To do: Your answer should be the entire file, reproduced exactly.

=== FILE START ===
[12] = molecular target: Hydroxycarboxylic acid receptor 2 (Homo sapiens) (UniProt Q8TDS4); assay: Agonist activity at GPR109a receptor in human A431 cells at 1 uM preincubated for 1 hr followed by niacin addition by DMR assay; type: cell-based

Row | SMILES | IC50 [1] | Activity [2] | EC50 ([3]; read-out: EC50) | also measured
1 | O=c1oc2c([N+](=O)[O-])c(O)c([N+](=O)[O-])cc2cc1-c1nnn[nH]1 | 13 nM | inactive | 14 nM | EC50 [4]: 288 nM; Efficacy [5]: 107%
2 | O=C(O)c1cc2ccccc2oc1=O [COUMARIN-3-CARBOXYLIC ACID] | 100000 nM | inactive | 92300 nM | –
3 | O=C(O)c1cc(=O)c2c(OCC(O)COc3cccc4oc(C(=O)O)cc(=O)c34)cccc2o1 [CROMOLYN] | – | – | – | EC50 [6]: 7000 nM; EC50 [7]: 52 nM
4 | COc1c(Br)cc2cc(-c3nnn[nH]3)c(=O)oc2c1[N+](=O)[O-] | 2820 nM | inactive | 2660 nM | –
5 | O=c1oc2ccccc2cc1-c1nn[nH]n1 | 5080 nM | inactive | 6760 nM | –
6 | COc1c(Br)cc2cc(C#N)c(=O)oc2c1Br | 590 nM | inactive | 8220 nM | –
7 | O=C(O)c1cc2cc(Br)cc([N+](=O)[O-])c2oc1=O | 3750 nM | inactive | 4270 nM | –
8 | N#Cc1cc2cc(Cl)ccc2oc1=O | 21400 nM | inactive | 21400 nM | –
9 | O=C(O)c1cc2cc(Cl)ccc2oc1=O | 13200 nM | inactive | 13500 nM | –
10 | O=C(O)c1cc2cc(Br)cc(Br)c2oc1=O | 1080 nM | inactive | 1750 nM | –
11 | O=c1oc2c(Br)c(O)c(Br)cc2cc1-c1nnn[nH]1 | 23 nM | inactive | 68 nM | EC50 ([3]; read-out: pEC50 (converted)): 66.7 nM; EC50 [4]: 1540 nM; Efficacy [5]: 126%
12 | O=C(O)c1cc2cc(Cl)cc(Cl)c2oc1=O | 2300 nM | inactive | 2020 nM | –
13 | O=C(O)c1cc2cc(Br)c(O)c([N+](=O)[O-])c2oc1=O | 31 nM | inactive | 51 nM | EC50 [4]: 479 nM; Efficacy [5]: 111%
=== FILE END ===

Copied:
[12] = molecular target: Hydroxycarboxylic acid receptor 2 (Homo sapiens) (UniProt Q8TDS4); assay: Agonist activity at GPR109a receptor in human A431 cells at 1 uM preincubated for 1 hr followed by niacin addition by DMR assay; type: cell-based

Row | SMILES | IC50 [1] | Activity [2] | EC50 ([3]; read-out: EC50) | also measured
1 | O=c1oc2c([N+](=O)[O-])c(O)c([N+](=O)[O-])cc2cc1-c1nnn[nH]1 | 13 nM | inactive | 14 nM | EC50 [4]: 288 nM; Efficacy [5]: 107%
2 | O=C(O)c1cc2ccccc2oc1=O [COUMARIN-3-CARBOXYLIC ACID] | 100000 nM | inactive | 92300 nM | –
3 | O=C(O)c1cc(=O)c2c(OCC(O)COc3cccc4oc(C(=O)O)cc(=O)c34)cccc2o1 [CROMOLYN] | – | – | – | EC50 [6]: 7000 nM; EC50 [7]: 52 nM
4 | COc1c(Br)cc2cc(-c3nnn[nH]3)c(=O)oc2c1[N+](=O)[O-] | 2820 nM | inactive | 2660 nM | –
5 | O=c1oc2ccccc2cc1-c1nn[nH]n1 | 5080 nM | inactive | 6760 nM | –
6 | COc1c(Br)cc2cc(C#N)c(=O)oc2c1Br | 590 nM | inactive | 8220 nM | –
7 | O=C(O)c1cc2cc(Br)cc([N+](=O)[O-])c2oc1=O | 3750 nM | inactive | 4270 nM | –
8 | N#Cc1cc2cc(Cl)ccc2oc1=O | 21400 nM | inactive | 21400 nM | –
9 | O=C(O)c1cc2cc(Cl)ccc2oc1=O | 13200 nM | inactive | 13500 nM | –
10 | O=C(O)c1cc2cc(Br)cc(Br)c2oc1=O | 1080 nM | inactive | 1750 nM | –
11 | O=c1oc2c(Br)c(O)c(Br)cc2cc1-c1nnn[nH]1 | 23 nM | inactive | 68 nM | EC50 ([3]; read-out: pEC50 (converted)): 66.7 nM; EC50 [4]: 1540 nM; Efficacy [5]: 126%
12 | O=C(O)c1cc2cc(Cl)cc(Cl)c2oc1=O | 2300 nM | inactive | 2020 nM | –
13 | O=C(O)c1cc2cc(Br)c(O)c([N+](=O)[O-])c2oc1=O | 31 nM | inactive | 51 nM | EC50 [4]: 479 nM; Efficacy [5]: 111%